EN: Would you welcome a new major label deal at this point in your career or do you prefer to run your career on your own terms?
 
Rob: With the right terms, we'd more than welcome a new major label deal. I think we have a much better understanding of who we are and what we do and don't want to do. With that understanding, I think we could take advantage of a relationship with a label. What I wouldn't want to do is to give up the creative freedom that we've enjoyed all these years so maybe a situation where we license to another company would be a good thing for us.

Keith:
After our relationship with Zoo ended, we never actually made an effort to shop for another deal. We just took it upon ourselves to do it on our own. We learned a great deal about the workings of the industry being independant. But I agree, there comes a point where you reach a limit as to what you can do on your own. With the radio support we've been receiving for Into The Light and the positive response to the EP in general, there's a strong possibility that some form of relationship with a label will be emerging in the near future.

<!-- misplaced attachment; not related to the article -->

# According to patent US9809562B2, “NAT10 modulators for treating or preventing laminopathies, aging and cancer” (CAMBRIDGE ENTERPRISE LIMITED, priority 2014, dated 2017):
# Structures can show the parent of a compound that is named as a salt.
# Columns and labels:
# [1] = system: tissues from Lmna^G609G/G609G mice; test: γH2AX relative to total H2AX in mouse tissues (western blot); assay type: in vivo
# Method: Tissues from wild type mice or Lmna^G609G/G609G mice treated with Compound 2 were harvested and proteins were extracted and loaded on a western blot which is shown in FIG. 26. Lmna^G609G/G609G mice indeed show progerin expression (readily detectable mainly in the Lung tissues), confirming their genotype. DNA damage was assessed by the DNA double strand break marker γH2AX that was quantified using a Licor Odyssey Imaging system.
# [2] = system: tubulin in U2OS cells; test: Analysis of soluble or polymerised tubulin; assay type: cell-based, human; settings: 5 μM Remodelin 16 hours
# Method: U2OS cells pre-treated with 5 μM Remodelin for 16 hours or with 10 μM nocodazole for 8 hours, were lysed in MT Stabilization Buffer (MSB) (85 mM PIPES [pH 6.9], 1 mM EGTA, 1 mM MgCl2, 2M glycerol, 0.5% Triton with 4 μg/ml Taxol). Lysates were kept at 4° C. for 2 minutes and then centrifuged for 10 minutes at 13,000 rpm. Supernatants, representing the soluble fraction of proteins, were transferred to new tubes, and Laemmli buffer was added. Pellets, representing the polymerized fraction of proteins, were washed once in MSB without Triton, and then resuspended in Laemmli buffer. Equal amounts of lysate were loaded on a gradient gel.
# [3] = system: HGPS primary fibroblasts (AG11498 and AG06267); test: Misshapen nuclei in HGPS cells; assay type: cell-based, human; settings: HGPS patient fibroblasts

EN: What are your interests outside of Cause & Effect? What do you find yourself immersed in when you have free time?
 
Rob: Outside of C&E? There are other things? Between the band, Djing and my web design business, I have very little time for anything else. When I do have time, books, films, wine and the occasional snowboarding trip keep me off the streets.

Keith: Free time is pretty rare these days and aside from the band, it's usually spent with friends, family or my dog. I love going out on the weekends, but I'm pretty much a homebody. I love relaxing on the couch and reading a book or watching a movie. I'm also pretty fanatical about fitness, I make it a point to work out at least five times a week and for the most part, eat pretty well.



FEATURE WRITTEN AND CONDUCTED BY: Craig Smidt 

Copyright 1999-2013 ELECTROGARDEN.COM, All Rights Reserved.
This feature may not be reprinted in any fashion, either in part or in whole without written consent from ELECTROGARDEN.COM.

 

ARTIST VITALS

ARTIST: CAUSE AND EFFECT
PLAYERS: ROB ROWE
KEITH MILO
LOCATION: SEATTLE, WA
LOS ANGELES, CA
LABEL: LIQUEFACTION RECORDS
SELECTED DISCOGRAPHY: ANOTHER MINUTE 1991
TRIP 1994
INNERMOST STATION 1999
THE SUNRISE EP 2003
EMAIL: info@causeandeffect.com
WEBSITE: www.causeandeffect.com
  TRACKS: